Chad and Ori got together again, this time to discuss boosting thyroid and eliminating stubborn fat. Please see the interview below.
Chad Waterbury: Ori, thanks for coming back to talk with us. First, explain why the thyroid is so important for fat loss and overall health.
Ori Hofmekler: My pleasure, Chad. The thyroid hormones regulate your body’s energy utilization, metabolic rate, body heat and they also regulate how sensitive your body is to other hormones. Hence, your thyroid hormones affect your capacity to produce energy, burn fat, and sustain a healthy metabolism.
CW: That explanation alone should make people realize just how crucial thyroid hormones are for fat loss. What happens when the thyroid isn’t working like it should?
Ori: Impairment in thyroid hormone production, such as seen in the case of hypothyroidism (underactive thyroid), leads to a sluggish metabolism, intolerance to cold, and a diminishing capacity to break fat storage for energy. The principle thyroid hormones are T4 (tyroxine) and T3 (triiodothyronine). T3, the active hormone, is 7-10 times more potent than T4, which is actually a pro-hormone.
CW: So the key hormone here is T3. We need to convert as much as possible from T4, right?
Ori: Yes. In a healthy body up to 80% of T4 is converted to T3 by peripheral organs such as the liver, kidney, and muscle.
CW: And this is why I always say that to burn stubborn fat you need to make sure your organs are working at their peak. So what causes hypothyroidism?
Ori: An underactive thyroid condition is mainly caused by thyroid suppressing chemicals.
CW: Give us some examples.
Ori: Those chemicals include: drugs, plasticizers, industrial iodides, petro-chemicals, antiseptics, selenium salts, and many thyroid inhibiting substances that are found in the foods we eat. Hypothyroidism is also a result of extreme low calorie restriction, inferior protein intake, and a deficiency or excess in iodine and selenium. One of the most typical factors of hypothyroidism is an impairment in the body’s capacity to convert T4 to T3. This impairment is largely caused by chronic calorie restriction and amino acid deficiencies.
CW: In the past when I suspected an imbalance of thyroid hormones with my clients, I sometimes put them on iodine and selenium supplements since those nutrients were purported to support thyroid health. But in many cases their symptoms got worse.
Ori: The thyroid is a highly evolutionary conserved organ which evolved to support the primordial shift of organisms from the sea – the iodine-rich habitat – to more iodine deficient grasslands and woodlands that were the early human habitats. What this means is that the human species evolved to do well on a moderate to low iodine diet. By effectively trapping and storing iodide ions from foods that contained little iodine, the human body has been capable of utilizing this mineral for hormonal production and optimal organ functions.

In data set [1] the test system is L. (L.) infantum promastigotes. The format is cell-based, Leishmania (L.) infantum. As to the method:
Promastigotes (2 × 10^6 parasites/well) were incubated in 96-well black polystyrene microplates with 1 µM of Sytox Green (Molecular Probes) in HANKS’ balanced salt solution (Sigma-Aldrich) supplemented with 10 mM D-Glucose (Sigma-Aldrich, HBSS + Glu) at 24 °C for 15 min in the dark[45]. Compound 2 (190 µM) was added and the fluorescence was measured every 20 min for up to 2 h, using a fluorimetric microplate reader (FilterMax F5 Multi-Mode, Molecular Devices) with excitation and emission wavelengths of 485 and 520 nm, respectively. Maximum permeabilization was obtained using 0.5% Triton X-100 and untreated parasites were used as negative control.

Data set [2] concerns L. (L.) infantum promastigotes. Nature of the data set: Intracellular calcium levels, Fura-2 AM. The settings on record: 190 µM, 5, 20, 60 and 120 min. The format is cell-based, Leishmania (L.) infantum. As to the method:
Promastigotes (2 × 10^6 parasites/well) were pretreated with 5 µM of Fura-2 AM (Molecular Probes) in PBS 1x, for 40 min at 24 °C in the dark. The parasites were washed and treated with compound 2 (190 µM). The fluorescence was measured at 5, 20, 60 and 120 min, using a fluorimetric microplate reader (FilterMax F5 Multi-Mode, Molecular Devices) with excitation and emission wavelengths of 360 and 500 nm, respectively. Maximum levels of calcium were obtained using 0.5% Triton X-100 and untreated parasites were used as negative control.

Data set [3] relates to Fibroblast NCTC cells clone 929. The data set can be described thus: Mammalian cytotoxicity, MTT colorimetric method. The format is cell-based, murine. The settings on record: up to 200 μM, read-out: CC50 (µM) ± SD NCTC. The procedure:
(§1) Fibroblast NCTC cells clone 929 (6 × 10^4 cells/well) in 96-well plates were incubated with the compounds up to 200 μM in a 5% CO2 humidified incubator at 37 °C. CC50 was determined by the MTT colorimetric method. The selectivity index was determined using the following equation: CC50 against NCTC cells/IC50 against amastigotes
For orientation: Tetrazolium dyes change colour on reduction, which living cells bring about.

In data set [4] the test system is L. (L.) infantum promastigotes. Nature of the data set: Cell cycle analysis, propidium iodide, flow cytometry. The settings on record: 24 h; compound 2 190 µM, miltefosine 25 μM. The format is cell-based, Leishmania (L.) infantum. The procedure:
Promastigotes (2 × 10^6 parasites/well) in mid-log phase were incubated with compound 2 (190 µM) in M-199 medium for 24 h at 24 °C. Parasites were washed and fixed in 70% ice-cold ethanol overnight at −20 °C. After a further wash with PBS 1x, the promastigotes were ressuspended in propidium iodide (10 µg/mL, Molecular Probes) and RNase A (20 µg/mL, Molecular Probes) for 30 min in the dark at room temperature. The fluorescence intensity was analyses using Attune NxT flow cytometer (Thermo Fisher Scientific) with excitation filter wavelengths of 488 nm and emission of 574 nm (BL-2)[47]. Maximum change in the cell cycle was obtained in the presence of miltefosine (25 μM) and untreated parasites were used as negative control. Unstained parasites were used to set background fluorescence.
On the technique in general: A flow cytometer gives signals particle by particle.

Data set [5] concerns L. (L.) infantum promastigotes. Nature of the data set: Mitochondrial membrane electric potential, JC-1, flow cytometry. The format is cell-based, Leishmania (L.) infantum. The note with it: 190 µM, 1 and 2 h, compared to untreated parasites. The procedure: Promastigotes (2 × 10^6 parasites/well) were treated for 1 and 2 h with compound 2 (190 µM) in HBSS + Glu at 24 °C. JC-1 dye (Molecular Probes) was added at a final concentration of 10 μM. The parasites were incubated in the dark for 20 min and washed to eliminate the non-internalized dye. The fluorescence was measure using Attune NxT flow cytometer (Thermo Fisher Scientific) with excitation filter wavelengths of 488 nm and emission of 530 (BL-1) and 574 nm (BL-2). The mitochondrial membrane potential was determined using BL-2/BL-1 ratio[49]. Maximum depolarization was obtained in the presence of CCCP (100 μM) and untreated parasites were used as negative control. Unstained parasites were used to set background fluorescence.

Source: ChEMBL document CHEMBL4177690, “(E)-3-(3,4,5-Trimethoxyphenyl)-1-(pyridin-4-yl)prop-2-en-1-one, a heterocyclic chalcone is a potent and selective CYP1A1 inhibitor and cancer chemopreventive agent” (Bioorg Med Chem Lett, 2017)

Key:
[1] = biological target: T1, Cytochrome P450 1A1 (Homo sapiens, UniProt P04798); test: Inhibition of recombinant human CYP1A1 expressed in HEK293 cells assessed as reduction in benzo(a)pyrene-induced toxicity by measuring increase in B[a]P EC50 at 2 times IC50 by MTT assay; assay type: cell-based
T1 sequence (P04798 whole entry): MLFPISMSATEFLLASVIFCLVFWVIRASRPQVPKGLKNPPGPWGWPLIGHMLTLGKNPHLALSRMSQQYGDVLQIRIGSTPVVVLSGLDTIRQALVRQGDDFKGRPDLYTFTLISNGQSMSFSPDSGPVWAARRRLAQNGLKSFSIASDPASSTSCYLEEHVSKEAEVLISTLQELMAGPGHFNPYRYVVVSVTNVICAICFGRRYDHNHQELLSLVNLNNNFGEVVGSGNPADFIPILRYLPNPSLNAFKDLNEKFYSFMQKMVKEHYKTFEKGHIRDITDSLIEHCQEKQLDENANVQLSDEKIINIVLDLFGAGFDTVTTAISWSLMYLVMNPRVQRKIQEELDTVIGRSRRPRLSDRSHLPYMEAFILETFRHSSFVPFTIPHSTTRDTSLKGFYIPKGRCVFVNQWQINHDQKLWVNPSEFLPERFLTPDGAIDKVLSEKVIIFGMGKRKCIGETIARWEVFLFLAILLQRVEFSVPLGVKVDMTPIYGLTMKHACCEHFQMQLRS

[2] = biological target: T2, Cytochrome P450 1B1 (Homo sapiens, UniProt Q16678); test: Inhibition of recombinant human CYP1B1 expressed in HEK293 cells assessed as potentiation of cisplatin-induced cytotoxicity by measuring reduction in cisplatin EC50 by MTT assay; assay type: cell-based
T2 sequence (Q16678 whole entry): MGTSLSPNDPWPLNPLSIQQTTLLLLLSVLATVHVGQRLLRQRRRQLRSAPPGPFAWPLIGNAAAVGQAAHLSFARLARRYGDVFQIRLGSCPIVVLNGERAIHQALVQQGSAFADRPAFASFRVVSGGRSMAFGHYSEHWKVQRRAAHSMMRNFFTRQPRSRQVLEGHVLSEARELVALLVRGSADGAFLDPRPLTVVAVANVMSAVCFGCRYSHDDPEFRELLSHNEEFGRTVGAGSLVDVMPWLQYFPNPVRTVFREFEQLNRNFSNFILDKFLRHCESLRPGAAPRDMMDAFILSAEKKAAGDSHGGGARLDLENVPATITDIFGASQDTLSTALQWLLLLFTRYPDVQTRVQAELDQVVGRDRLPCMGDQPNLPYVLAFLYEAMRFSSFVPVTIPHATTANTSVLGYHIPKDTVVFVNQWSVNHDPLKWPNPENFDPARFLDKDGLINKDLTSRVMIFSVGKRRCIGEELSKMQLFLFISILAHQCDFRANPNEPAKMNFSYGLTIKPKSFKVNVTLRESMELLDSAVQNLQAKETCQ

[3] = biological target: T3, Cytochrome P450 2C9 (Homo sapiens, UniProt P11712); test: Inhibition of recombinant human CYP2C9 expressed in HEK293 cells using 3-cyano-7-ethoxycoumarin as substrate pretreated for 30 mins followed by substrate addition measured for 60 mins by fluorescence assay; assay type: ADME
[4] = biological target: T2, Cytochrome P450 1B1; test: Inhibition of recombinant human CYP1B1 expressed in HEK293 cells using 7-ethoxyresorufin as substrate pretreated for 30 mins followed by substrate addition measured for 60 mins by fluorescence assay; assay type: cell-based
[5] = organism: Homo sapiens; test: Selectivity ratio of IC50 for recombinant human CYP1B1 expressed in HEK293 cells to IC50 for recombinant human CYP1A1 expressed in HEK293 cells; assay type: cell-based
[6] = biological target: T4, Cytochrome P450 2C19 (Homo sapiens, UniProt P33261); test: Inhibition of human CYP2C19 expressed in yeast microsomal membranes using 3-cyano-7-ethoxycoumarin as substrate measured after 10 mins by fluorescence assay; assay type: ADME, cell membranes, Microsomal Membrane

As is the case with most substances, either too little or too much can cause a problem. About 100 years ago, populations in certain world areas suffered from epidemics of underactive thyroid due to iodine and selenium deficiency in the soil. Since then, iodine and selenium supplementation became a mandatory method to prevent hypothyroidism.
The problem is that in the past 50 years supplementing with iodine and selenium has turned out to be utterly counter-effective.
CW: That’s definitely what I experienced with my clients. What was the problem?
Ori: The reason for your lack of results is due to an excess of iodine and selenium. Soil areas that were previously deficient in iodine and selenium are now plugged by an excess of these minerals due to the deposition of industrial waste and agricultural chemicals. So there’s actually too much iodine in our food and soil. Accumulating evidence indicate that excess iodine can increase the prevalence of autoimmune thyroid disease, hypothyroidism, and even thyroid cancer. And excess selenium has been linked to an underactive thyroid, shattered metabolism, obesity, and mental disorders.
CW: Wow, that’s a frightening list of disorders. So how can people determine if their thyroid needs help?
Ori: There are five symptoms of an underactive thyroid:
CW: That’s excellent information, Ori. What steps can people take to prevent hypothyroidism?
Ori: First, stay away from substances that suppress thyroid hormone activity.
CW: What are some examples of those substances?
Ori: Thyroid suppressing chemicals include: petrochemicals, PCBs, pesticides, industrial iodides, chemical detergents, parabens, chlorine-containing substances, cobalt, and cadmium paints.
In addition, you should avoid: chronic extreme caloric restrictions, high glycemic foods, chlorinated or fluorinated water, and thyroid suppressing (goitrogenic) foods.
CW: Tell us some foods that fall into that category.
Ori: Thyroid suppressing foods include: soy products, uncooked cruciferous vegetables, parsnips, cassava, millet, and Brazil nuts.
And certain drugs such as diuretics, iodide antiseptics, and histamines are thyroid suppressors.
CW: So what’s your position on supplementing the diet with iodine and selenium?
Ori: Iodine and selenium supplements suppress the thyroid. They should be avoided.
CW: Wow, that will come as a shock to many people. Tell us what supplements support the thyroid.
Ori: The most proven and effective thyroid supportive herb is commiphora mukul, the active ingredient in gugglesterone. Other thyroid supportive herbs are shilajit, milk thistle, and bacopa monavari.
CW: Once again, Ori, thanks for your outstanding information.
Ori: You’re welcome, Chad.